- Runtime: 91 minutes

Top critics didn't care for the dullness and lack of depth in this Kristen Bell and Josh Duhamel-led Disney flick. Bell is a New Yorker who has given up on romance until she throws some "magic" coins into a fountain in Rome and finds herself with many strange suitors to choose from. Dax Shepard (Bell's off-camera husband), Will Arnett, and Jon Heder all throw their hats in the ring, and some viewers found it hard not to like Bell's performance, but ultimately, the film's over-reliance on clichés left critics wanting more.

#76. Filth and Wisdom (2008)

A tongue licking red lips on a movie cover.

Semtex Films

- Director: Madonna
- Stacker score: 42.9
- IMDb user rating: 5.3
- Metascore: 26
- Runtime: 84 minutes

Madonna's directorial debut, "Filth and Wisdom" was widely panned as "dumb and tacky." The comedy-drama follows three flatmates who spend their days toiling away in dead-end jobs (including ones in the sex work industry) while dreaming of bigger things. An incoherent and amateur effort, the movie premiered at the Berlin Film Festival before its limited theater run, where it earned just over $22,000 domestically.

#75. Miss Conception (2008)

Heather Graham hugs a man closely in front of gifts on a table.

Blue Angel Film

- Director: Eric Styles
- Stacker score: 42.9
- IMDb user rating: 4.6
- Metascore: 33
- Runtime: 104 minutes

In this bizarre 2008 release, Heather Graham plays a 30-something woman who discovers she has just one month left to get pregnant. When her boyfriend is unwilling to father her child, she embarks on a desperate quest to find a co-parent. A misconceived attempt to capitalize on the baby craze of the late '00s, the film feels outdated and cloddish and wound up only earning $2,134 at the domestic box office.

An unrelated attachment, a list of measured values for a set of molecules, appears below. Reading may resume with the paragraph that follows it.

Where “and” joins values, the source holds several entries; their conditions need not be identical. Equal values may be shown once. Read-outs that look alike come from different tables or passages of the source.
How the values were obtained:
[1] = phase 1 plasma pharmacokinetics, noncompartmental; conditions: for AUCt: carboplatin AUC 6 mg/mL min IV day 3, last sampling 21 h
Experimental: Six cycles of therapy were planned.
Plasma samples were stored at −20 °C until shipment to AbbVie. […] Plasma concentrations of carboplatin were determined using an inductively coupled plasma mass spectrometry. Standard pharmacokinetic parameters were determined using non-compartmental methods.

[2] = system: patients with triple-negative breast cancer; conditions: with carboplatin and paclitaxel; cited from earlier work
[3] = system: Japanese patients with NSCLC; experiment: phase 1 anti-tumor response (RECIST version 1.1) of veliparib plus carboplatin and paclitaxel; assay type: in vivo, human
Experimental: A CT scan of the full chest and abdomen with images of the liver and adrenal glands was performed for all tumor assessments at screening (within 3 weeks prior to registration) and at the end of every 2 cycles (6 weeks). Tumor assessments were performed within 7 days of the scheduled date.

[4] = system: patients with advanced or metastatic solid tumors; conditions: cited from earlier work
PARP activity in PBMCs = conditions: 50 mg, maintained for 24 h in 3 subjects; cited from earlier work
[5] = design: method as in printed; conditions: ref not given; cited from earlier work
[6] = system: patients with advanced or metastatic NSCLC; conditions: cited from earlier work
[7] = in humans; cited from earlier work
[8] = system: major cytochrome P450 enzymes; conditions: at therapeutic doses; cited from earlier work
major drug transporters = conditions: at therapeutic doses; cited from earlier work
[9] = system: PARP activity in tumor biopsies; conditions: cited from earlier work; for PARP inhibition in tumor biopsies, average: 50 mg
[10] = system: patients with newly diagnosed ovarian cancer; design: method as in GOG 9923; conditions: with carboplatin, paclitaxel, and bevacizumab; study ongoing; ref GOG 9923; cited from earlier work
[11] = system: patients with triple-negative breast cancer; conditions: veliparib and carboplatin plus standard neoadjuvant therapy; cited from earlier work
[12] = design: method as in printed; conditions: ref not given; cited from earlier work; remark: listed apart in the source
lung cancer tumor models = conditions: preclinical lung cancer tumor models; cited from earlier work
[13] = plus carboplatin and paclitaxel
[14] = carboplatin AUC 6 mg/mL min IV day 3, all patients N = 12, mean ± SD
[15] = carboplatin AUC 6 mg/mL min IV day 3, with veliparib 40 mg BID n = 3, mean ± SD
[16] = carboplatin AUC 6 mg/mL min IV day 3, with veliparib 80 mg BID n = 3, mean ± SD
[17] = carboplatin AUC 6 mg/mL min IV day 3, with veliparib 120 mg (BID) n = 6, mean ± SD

#74. Molly (1999)

Elisabeth Shue and Aaron Eckhart pushing a grocery cart in the produce section of a store.

Absolute Entertainment (II)

- Director: John Duigan
- Stacker score: 42.9
- IMDb user rating: 5.8
- Metascore: 21
- Runtime: 102 minutes

"Molly" is the type of movie that would almost certainly be boycotted by thoughtful moviegoers everywhere if it were released today. It follows a young autistic woman who finds herself living with her older bachelor brother after the institution she had been raised in unexpectedly shuts down. With both parties ill-prepared for this transition, they agree to an experiment that will make Molly more "normal," and chaos proceeds from there. Cliché, offensive at times, and poorly acted, the film only brought in $17,000 at the box office and remains one of the biggest misses of Elisabeth Shue's career.